Through the African-American Family Studies program, students explore mental health theory and practice from a deeply culture-centered perspective. Graduates gain a broad understanding of marriage and family therapy as well as specialized knowledge of the diverse mental health needs of African-American children and families. The curriculum is informed by the UJIMA model of collective work and responsibility, with the goal of developing marriage and family therapists who are highly competent in serving and advocating for the mental health needs of African-American families.
The program prepares students to use a culturally relevant approach to therapy and utilizes an historical lens in the learning style that will help individuals, couples, and families of African descent build on their strengths, improve their relationships, and generate solutions to relational problems. Students complete their clinical training hours in community agencies serving African-American families, and are supervised and mentored, when possible, by licensed African-American mental health professionals. They also complete a Master's Thesis Project focusing in an area of relevance to the mental health needs of African-American families. The student body consists primarily, but not exclusively, of self-identified African-American students, and the faculty consists primarily, but not exclusively, of mental health specialists and academics with intimate knowledge and experience of the African-American community's mental health needs. The program is open to all people who wish to specialize in serving the mental health needs of African-American families and communities.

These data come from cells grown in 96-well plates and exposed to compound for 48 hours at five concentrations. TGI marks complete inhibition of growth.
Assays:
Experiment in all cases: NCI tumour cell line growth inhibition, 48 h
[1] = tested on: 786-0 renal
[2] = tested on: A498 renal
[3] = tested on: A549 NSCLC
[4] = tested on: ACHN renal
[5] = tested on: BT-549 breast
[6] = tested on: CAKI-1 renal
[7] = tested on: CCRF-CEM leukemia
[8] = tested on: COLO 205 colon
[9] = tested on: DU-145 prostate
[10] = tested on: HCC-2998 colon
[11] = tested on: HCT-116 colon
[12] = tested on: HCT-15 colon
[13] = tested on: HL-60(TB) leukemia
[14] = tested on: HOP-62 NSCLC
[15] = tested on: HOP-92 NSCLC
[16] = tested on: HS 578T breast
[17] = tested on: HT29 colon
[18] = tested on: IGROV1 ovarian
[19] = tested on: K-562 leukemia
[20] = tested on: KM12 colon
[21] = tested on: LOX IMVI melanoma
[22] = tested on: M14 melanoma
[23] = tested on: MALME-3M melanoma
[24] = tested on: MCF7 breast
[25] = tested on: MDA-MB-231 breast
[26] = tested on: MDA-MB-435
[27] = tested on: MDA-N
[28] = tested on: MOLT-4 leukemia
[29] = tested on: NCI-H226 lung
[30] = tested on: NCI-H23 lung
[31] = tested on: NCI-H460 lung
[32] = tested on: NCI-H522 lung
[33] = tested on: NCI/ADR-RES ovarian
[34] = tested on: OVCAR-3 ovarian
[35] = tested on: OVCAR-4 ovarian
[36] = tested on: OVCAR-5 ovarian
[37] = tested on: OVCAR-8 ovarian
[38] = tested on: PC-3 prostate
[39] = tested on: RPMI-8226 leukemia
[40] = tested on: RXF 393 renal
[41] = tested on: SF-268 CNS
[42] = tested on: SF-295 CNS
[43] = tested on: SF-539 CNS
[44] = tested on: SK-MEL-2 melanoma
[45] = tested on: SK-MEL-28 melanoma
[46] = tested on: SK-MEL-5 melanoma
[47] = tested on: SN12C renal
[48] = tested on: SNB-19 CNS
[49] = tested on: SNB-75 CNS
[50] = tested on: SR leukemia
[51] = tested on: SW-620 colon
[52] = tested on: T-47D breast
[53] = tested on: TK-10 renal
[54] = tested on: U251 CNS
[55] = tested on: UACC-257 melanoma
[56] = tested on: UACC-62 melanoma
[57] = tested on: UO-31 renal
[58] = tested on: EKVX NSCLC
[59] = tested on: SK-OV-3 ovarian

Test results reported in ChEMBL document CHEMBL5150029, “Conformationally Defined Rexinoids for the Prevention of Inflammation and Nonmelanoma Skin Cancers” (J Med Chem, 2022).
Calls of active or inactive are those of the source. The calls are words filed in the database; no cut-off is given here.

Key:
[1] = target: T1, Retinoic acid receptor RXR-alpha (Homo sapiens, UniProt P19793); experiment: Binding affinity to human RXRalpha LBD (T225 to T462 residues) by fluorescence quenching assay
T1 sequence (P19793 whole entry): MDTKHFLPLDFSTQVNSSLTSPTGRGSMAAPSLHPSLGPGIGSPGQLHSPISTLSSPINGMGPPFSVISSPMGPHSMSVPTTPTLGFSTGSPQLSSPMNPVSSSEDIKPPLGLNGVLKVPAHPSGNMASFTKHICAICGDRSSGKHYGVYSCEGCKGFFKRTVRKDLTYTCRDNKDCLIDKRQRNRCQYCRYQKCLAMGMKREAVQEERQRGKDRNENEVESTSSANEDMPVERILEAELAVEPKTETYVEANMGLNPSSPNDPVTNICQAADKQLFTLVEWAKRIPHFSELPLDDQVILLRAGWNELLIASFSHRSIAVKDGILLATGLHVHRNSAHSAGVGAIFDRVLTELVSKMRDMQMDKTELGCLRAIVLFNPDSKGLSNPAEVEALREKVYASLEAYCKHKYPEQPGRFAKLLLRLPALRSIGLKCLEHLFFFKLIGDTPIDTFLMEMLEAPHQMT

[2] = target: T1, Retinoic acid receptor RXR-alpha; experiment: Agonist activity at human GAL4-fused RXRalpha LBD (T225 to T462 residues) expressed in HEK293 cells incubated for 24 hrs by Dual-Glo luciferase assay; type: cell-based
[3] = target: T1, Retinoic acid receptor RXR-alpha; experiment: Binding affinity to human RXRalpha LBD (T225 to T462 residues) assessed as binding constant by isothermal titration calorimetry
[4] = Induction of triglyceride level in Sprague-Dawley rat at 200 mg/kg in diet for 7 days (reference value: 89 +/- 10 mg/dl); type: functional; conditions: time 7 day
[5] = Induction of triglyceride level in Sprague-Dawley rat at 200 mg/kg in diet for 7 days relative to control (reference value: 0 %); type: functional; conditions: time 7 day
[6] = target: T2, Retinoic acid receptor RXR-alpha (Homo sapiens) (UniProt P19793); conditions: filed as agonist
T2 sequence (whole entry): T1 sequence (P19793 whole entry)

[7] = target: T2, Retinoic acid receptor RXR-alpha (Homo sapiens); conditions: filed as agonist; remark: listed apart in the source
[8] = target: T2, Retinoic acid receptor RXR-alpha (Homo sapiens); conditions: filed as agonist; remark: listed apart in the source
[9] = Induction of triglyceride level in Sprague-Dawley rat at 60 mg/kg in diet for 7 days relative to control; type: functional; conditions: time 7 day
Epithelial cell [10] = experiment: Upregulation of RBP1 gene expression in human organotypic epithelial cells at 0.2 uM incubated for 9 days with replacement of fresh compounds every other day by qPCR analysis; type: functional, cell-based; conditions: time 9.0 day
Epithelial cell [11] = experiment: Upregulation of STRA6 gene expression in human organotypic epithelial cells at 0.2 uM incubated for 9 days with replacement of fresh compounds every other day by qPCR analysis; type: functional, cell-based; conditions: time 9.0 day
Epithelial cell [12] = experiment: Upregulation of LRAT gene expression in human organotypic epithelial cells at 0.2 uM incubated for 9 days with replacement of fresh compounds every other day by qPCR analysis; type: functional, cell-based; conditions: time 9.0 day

- May be completed in three years full time.
- Offered in a "cohort" model in which all students progress through the program together at the same pace, creating a growing trust, intimacy, and bonding among students within the specialization.
Cultural and Family Psychology
Prepares graduates to sit for the California MFT licensing exam.
Existing coursework, plus the addition of an optional elective, meets requirements for Licensed Professional Clinical Counselor (LPCC) Licensure.
100% of students secure clinical training placements within community agencies—enabling students to complete the pre-graduate portion of the 3,000 supervised hours required for the California MFT licensing exam.
- Bachelor's degree from an accredited University
- Credit for Life Experience:
Students may be eligible to waive the bachelor's degree requirement if they have at least 10 years of verifiable work experience, have successfully completed Reflections on Life Experience coursework, submit a portfolio of student work samples and qualify for 30 units of credit by assessment of prior learning, and meet other application criteria. Learn more about CLE.
Advocacy in the African-American Community
This course will explore the current health status of African Americans, and in particular examines the impact of the mental health systems and their policies, practices, and structures. The role of mental health professionals in advocacy with health systems in the Black community will be discussed.
Theories of Marriage, Family and Child Counseling
This course will review the major psychotherapeutic approaches in marital and family therapy. There will be a focus on interpersonal theories, family systems theories, and feminist theory and how each informs work with individuals, couples, families, and children. The class will present an inclusive framework, so that students develop competency working with bicultural populations.
Clinical Skills in Family Therapy
This is a course for advanced students focusing on the clinical aspects in the practice of family therapy. It will provide a brief overview of family therapy and will concentrate on the experiential learning of basic family therapy skills. This class is designed to provide students with direct experiences of the family therapy milieu in the initial session/treatment alliance phase of therapy via observation and role play; assist in the development of a working knowledge of the clinical skills of family interview, joining, problem formulation, treatment contract, and family case presentation; further the students' awareness of and appreciation for the multiple psychosocial factors which impact families in treatment; and contribute to the development of a personal conceptualization of the process of psychotherapy.